THE LIGHT PRINCESS (Arden): An elixir of make-believe

light pricess arden theatre image
Rob Tucker as the King (left), Emily Gardner Xu Hall as the Queen (right) and Brett Robinson as the Princess in the world premiere of the musical THE LIGHT PRINCESS at Arden Theatre Company through June 4, 2017. Photo by Mark Garvin.

Like a masterly crew of medieval mountebanks greeting a new town, Arden Theatre Company’s new production THE LIGHT PRINCESS mixes up a elixir of make-believe which we desperately need in Trump’s America.

Playwright/performer Tony Lawton; composer/musical director Alex Bechtel; and triple threat performers Emily Gardner Xu Hall, Brett Ashley Robinson, and Rob Tucker mount the empty Arcadia Stage and chat directly to the audience, basically saying: “Hey, we are about to do a show, if you need to exit go this way, otherwise here we go!”

Bechtel takes a seat behind his piano and begins to play, Lawton and crew plant gigantic cotton balls on exposed burning bright lightbulbs, and up they go high in the rafters. Lawton grabs a book, opens it, and begins to tell a tale of a kingdom which existed once upon a time.

So long ago the date is quite forgotten there lived a king and queen who had no children. Until one day the queen (Emily Gardner Xu Hall), gave birth to a lovely daughter (the bold and breezy Brett Ashley Robinson)—as lovely a little princess. Lawton builds our trust as faithful narrator MacDonald,by hiding nothing from us, revealing all stage craft and tricks.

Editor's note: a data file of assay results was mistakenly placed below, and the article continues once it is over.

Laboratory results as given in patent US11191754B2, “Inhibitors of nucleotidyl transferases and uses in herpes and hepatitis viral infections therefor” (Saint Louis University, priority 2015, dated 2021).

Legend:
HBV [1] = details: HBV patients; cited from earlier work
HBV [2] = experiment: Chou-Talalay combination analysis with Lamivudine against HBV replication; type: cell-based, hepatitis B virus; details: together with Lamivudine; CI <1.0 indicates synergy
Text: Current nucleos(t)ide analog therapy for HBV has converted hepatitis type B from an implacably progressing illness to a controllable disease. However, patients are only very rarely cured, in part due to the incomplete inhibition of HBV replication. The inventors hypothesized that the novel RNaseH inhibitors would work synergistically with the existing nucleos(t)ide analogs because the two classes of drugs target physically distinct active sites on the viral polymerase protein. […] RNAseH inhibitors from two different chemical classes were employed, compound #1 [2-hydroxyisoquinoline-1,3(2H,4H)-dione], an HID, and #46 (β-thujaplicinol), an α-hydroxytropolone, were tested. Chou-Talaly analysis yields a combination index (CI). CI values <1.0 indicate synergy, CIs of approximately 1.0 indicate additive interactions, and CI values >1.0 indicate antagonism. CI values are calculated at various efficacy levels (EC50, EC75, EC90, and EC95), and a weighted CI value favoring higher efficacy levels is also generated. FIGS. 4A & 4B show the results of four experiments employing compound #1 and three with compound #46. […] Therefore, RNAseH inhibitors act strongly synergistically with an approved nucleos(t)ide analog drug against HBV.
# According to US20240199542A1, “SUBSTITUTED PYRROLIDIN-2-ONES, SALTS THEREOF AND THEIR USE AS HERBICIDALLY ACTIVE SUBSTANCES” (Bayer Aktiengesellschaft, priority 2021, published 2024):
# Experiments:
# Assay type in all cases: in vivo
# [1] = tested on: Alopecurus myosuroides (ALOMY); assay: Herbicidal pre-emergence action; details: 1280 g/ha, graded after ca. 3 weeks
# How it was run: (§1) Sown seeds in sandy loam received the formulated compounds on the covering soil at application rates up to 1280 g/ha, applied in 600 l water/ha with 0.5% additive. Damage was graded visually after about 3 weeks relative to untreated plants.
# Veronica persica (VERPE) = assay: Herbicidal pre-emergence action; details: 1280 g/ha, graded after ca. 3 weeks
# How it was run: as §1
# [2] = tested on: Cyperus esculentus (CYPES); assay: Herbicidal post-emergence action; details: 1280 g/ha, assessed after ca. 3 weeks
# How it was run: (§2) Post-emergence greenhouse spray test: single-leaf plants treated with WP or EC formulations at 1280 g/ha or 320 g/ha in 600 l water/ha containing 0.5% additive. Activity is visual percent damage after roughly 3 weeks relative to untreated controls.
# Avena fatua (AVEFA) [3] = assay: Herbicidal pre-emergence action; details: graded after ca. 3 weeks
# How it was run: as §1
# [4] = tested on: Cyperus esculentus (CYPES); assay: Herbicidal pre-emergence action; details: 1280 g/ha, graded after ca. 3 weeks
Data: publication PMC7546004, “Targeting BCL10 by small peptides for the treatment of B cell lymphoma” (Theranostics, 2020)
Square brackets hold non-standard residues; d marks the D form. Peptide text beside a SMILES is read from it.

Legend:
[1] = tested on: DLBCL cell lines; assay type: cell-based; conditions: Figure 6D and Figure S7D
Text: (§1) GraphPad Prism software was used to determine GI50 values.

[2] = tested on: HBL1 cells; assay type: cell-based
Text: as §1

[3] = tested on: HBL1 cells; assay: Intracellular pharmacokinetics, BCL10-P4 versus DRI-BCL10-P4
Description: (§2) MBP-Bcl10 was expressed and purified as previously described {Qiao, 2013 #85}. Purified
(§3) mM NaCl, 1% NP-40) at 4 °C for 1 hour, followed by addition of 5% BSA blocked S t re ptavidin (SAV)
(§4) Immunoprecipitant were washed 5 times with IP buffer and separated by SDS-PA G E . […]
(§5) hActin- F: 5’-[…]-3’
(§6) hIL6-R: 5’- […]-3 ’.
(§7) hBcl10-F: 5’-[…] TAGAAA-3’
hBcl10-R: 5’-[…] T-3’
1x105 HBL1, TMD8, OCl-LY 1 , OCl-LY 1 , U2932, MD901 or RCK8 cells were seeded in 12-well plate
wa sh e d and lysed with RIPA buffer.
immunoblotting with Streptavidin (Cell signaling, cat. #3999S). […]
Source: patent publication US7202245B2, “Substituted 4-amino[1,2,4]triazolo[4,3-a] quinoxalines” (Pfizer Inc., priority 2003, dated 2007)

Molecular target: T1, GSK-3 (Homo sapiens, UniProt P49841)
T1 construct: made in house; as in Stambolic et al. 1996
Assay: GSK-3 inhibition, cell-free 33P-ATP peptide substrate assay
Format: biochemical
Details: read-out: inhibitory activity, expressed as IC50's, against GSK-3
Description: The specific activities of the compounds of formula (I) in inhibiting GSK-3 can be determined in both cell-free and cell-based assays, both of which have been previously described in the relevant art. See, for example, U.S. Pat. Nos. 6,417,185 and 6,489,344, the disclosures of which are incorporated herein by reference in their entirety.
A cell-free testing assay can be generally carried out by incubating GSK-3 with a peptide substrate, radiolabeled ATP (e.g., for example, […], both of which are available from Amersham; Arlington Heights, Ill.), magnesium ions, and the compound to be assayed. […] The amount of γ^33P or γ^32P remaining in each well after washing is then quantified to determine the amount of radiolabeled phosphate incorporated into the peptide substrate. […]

Folding up a blanket into the shape of the newborn Light Princess, he becomes the Princess’ sturdy Scottish nurse. Unfortunately, the sturdy and trustworthy nurse cannot shield the Princess from a life-long curse cast by her aunt (acutely, ferociously, deliciously portrayed by the Bechtel), a wicked witch spiteful because the king forgot to invite her to the Princess’ christening.

George MacDonald, author of THE LIGHT PRINCESS (adapted by Lawton) wrote circa 1864: “I write, not for children, but for the child-like, whether they be of five, or fifty, or seventy-five.” Although this show is suitable for children 6 and above, it’s a must-see for everyone of any age.

It is refreshing to watch a musical free of pyrotechnics, flashy scenery, or monstrously large sets. Instead we have a stripped down production executed purely by talented individuals who know how to weave a delicious tale with merely the instruments on their backs (literally: accordion, viola, guitar) and simple props. A red scarf weaved in a certain way becomes (voila!) a snake.

To many, this is a soul-crushing time in American history. We need shows of this caliber to lift us above our immediate circumstances. This is all the light I want to shed on THE LIGHT PRINCESS, because you simply must see it for yourself, but I will leave with a note: I am concerned that THE LIGHT PRINCESS  might be taken too lightly, or not seriously by some viewers (Barrymore judges, for instance). Seeing a show of this sort is like watching Fred Astaire tap dance on the ceiling of his hotel room in the 1951 musical Royal Wedding. THE LIGHT PRINCESS may look as easy as floating on air; but is very difficult to execute.

[Arden Theatre Company] April 5-June 4,

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